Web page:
When Ralph Draughon Jr. was in high school, he was living a spoiled life at the president’s home with his father as the president of Alabama Polytechnic Institute, API. Those days seemed like Camelot to Ralph, but not to his father. President Draughon led the college through a turbulent period of change and growth, as he butted heads with the governor over desegregation.
Although Ralph and his father also butted heads, he developed a love of history like his father. After a sterling career at two museums, he returned to Auburn to find the “loveliest village” had changed, leading him to co-author “Lost Auburn.”
Sitting in the house in Auburn that had been his parents after his father retired as president, Ralph vividly recalls those days that led him to love his hometown. His beloved mother lived to be 94. “She had always wanted me to have this house,” he says, pointing out that the well-decorated room was as she had left it, except for his stacks of books on the desk and a table.
His father served as president from 1947 until 1965 at API, which became Auburn University under his leadership. Soon after Ralph Sr. landed in the president’s office, the Supreme Court ruled that segregation had to end. While his father was stuck between the law and Gov. George Wallace, Auburn did not have riots like some colleges in the South.
Ralph’s parents entertained often at the president’s mansion. He remembers one time when Gov. “Big Jim” Folsom visited, he wanted to take a nap after lunch. He was put in a guest room upstairs. “Big Jim was lying in bed with his shoes off and summoned my teen-age sister,” says Ralph. “He really scared her, but he sent her off to run an errand.”
Growing up, two of the most important people in his life were African American: Jim Smith, the college butler, who was a friend and guide to him, and Ruth Dallas, the cook. Smith kept tabs on everything going on in town, including where Ralph and his sister, Ann, had been hanging out, but never told on them.
Ralph was a student at Auburn in 1957 when the football team won the national championship. He recalls there were parties and celebrations campus wide and around town. He graduated the following year and served in the Navy as a commissioned officer, stationed in Athens, Ga. and Philadelphia, Pa. While in Philadelphia, he took a course with Pulitzer Prize winner Roy Nichols at the University of Pennsylvania.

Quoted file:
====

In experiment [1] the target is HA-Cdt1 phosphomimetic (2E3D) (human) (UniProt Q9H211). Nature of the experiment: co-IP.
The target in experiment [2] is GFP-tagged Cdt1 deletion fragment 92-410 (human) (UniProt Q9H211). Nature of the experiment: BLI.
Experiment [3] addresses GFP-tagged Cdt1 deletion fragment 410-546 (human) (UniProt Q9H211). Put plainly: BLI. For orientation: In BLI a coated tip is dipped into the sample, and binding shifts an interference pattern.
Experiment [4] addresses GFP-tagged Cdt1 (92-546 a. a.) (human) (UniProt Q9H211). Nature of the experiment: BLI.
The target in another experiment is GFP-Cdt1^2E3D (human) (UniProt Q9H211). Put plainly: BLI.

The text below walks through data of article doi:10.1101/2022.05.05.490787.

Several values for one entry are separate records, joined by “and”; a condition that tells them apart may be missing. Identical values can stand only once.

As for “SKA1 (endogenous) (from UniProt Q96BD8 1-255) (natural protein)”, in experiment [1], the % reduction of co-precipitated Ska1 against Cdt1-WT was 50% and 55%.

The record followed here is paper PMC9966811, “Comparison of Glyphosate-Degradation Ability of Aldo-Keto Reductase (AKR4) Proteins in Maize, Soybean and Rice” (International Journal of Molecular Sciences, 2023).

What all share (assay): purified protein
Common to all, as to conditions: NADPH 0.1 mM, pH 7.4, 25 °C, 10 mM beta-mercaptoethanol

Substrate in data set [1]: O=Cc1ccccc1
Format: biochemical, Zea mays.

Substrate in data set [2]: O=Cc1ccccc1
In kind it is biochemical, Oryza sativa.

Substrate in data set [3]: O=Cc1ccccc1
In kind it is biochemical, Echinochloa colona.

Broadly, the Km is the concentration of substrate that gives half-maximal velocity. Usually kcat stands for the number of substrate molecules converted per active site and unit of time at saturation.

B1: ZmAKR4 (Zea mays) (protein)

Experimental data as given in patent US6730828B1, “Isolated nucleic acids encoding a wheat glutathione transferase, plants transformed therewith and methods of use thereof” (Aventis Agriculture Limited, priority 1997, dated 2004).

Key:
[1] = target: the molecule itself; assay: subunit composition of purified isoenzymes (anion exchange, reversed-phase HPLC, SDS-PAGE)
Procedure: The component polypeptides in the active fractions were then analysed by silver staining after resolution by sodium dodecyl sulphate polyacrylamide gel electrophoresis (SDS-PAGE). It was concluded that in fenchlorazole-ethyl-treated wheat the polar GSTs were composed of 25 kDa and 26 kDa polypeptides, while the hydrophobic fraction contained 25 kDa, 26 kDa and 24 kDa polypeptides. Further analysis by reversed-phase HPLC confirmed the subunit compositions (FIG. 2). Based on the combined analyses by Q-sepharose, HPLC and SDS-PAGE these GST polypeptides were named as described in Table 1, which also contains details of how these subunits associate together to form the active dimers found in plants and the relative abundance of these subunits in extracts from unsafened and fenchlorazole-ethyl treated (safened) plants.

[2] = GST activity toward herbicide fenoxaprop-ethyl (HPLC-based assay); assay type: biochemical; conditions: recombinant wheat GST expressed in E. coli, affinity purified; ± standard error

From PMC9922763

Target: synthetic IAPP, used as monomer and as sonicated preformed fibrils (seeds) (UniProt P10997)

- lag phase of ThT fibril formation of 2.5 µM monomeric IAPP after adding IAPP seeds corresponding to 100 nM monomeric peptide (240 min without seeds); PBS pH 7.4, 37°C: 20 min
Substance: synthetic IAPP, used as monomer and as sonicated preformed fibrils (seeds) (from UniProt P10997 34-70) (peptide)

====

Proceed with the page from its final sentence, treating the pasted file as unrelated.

Once his tour of duty ended, he attended the University of North Carolina at Chapel Hill where he received a master’s and doctoral. While working on his PhD in American history, his father asked him to speak at an annual meeting of the Alabama Historical Association, an organization he founded. Ralph remembers that generally the speaker was established and well-known, not a graduate student. “Maybe it was a peace offering,” he says, “from the years of butting heads.” He spoke on the Alabama secessionist William Lowndes Yancey. While working on his doctoral dissertation, he discovered information on the conflict between Yancey and his step-father. His speech was a success and was published and later republished. His father had planned to have a part in his graduation ceremony at Chapel Hill, but died before he graduated.
Draughon had enjoyed Athens so much when he was in the Navy that he accepted a teaching position in the history department at the University of Georgia. After being there for 11 years, he received an interesting job offer at Stratford Hall Plantation, an 18th century house to four generations of the Lees of Virginia. It was Robert E. Lee’s birthplace and also associated with two signers of the Declaration of Independence.